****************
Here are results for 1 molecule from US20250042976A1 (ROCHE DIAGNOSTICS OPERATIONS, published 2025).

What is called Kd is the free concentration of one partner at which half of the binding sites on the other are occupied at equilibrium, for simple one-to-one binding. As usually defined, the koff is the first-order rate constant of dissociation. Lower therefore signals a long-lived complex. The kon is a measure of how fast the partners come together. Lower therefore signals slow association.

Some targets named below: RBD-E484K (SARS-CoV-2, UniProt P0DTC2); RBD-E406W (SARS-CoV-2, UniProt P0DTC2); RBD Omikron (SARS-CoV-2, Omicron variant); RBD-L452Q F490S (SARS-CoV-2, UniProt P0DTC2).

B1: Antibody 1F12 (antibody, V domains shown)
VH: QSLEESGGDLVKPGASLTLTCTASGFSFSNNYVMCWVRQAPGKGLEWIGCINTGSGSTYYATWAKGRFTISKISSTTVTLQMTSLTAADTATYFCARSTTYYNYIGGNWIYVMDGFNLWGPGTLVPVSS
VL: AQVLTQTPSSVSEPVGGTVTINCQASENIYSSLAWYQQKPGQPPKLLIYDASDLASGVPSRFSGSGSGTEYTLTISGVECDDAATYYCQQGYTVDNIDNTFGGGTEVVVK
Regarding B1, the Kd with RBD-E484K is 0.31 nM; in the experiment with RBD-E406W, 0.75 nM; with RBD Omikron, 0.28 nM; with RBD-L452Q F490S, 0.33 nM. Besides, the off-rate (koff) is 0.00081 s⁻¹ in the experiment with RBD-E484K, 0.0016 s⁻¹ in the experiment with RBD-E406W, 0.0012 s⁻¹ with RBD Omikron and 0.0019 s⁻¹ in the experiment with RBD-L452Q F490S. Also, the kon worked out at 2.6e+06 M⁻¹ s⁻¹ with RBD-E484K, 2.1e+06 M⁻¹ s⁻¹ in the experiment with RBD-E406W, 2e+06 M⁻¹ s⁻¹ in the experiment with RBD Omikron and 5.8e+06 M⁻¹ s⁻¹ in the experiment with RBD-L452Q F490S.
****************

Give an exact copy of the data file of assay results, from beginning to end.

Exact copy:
Here are results for 1 molecule from US20250042976A1 (ROCHE DIAGNOSTICS OPERATIONS, published 2025).

What is called Kd is the free concentration of one partner at which half of the binding sites on the other are occupied at equilibrium, for simple one-to-one binding. As usually defined, the koff is the first-order rate constant of dissociation. Lower therefore signals a long-lived complex. The kon is a measure of how fast the partners come together. Lower therefore signals slow association.

Some targets named below: RBD-E484K (SARS-CoV-2, UniProt P0DTC2); RBD-E406W (SARS-CoV-2, UniProt P0DTC2); RBD Omikron (SARS-CoV-2, Omicron variant); RBD-L452Q F490S (SARS-CoV-2, UniProt P0DTC2).

B1: Antibody 1F12 (antibody, V domains shown)
VH: QSLEESGGDLVKPGASLTLTCTASGFSFSNNYVMCWVRQAPGKGLEWIGCINTGSGSTYYATWAKGRFTISKISSTTVTLQMTSLTAADTATYFCARSTTYYNYIGGNWIYVMDGFNLWGPGTLVPVSS
VL: AQVLTQTPSSVSEPVGGTVTINCQASENIYSSLAWYQQKPGQPPKLLIYDASDLASGVPSRFSGSGSGTEYTLTISGVECDDAATYYCQQGYTVDNIDNTFGGGTEVVVK
Regarding B1, the Kd with RBD-E484K is 0.31 nM; in the experiment with RBD-E406W, 0.75 nM; with RBD Omikron, 0.28 nM; with RBD-L452Q F490S, 0.33 nM. Besides, the off-rate (koff) is 0.00081 s⁻¹ in the experiment with RBD-E484K, 0.0016 s⁻¹ in the experiment with RBD-E406W, 0.0012 s⁻¹ with RBD Omikron and 0.0019 s⁻¹ in the experiment with RBD-L452Q F490S. Also, the kon worked out at 2.6e+06 M⁻¹ s⁻¹ with RBD-E484K, 2.1e+06 M⁻¹ s⁻¹ in the experiment with RBD-E406W, 2e+06 M⁻¹ s⁻¹ in the experiment with RBD Omikron and 5.8e+06 M⁻¹ s⁻¹ in the experiment with RBD-L452Q F490S.